Meanwhile, the Red Sox has a strong starting rotation, and their ace pitcher Sale started tonight’s game and held the Yankees off until the 6th inning. Judge led-off the inning with a single but then was out on Gardner’s fielder’s choice grounder. And Stanton then singled. That was the end of Sale’s night, but he was responsible for Gardner and Stanton.

Luke Voit then hit a nice single to score Gardner, and Didi Gregorius hit into a fielder’s choice grounder at 2nd that still scored Stanton. Walks to Andujar and Sanchez loaded up the bases to prove the Red Sox’s bullpen isn’t as strong as their starters. But the Yankees also started a pattern that wasn’t going to work out well for them — load up the bases and leave them stranded.

In the 7th, they loaded up the bases with singles by McCutchen and Judge and a walk to Gardner. With 1 out, Voit hit into a ground out at 2nd that still scored McCutchen. But they left runners in scoring position again. When the Red Sox needed just 3 outs in the 9th to close out their game, Aaron Judge put a slight kink in that with a lead-off solo home run to trim the Red Sox lead down to just 1 run.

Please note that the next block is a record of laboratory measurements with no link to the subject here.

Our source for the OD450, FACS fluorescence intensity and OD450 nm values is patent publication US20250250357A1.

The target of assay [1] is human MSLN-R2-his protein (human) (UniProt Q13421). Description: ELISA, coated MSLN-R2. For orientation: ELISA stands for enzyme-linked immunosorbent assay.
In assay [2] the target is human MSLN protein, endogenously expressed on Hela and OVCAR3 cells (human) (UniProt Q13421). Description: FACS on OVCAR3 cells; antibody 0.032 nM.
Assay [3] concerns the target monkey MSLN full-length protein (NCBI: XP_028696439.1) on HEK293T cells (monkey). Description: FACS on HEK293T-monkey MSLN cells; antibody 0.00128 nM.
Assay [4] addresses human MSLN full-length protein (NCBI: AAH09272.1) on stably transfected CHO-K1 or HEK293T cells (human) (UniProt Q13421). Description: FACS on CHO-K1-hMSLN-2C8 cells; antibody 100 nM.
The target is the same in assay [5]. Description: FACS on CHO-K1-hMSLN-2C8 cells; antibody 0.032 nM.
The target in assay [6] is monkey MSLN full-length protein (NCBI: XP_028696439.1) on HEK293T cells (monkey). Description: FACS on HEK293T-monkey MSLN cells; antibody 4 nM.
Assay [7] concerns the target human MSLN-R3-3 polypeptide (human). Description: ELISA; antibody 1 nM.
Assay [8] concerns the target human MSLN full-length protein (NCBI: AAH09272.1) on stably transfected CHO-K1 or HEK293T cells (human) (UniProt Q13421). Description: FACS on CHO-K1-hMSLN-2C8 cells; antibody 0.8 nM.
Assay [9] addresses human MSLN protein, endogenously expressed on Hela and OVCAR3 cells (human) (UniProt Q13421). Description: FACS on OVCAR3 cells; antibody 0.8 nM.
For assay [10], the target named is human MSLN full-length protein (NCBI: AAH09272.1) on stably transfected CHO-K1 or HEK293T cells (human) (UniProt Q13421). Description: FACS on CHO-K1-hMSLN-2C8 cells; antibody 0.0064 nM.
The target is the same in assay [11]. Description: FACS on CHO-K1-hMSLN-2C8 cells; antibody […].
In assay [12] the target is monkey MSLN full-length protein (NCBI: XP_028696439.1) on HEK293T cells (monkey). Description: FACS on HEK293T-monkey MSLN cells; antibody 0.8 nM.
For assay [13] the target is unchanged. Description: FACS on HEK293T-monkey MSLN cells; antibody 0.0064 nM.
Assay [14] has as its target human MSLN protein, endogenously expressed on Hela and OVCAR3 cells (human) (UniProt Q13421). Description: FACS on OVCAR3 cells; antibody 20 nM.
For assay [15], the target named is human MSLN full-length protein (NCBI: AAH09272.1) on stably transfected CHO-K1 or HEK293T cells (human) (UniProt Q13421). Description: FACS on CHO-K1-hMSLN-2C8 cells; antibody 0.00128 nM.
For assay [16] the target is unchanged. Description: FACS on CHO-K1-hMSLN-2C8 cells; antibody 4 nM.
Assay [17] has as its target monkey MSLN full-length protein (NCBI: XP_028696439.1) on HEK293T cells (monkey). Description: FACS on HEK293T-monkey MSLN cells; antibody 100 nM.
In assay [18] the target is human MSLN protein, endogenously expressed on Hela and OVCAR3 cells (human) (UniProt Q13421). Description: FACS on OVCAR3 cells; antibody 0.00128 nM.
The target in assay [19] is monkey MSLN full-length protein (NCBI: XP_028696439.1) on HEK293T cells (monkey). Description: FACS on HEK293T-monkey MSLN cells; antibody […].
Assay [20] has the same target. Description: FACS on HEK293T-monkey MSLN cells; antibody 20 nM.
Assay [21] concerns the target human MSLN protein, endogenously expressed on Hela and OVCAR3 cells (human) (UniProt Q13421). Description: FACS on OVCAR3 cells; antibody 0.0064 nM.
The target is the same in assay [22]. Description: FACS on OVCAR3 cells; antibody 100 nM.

But 3 strikeouts later, the game was over. It’s just going to prove this series is going to be super

Final score: 5-4 Red Sox, Red Sox lead series 1-0

Quick side note: in the Yankees-Red Sox game, Aaron Hicks came out of the game in the 4th after hitting a single and kind of lightly running to 1st base. Replaced by Gardner (who definitely impacted the game), Hicks seemed to re-injure his hamstring injury that plagued him late last month. He will go for an MRI to figure out his postseason future. If he is out for this series, like they put him on the DL, he will be ineligible for the rest of the postseason. Hopefully, that won’t happen. But the best outcome is always the healthy outcome.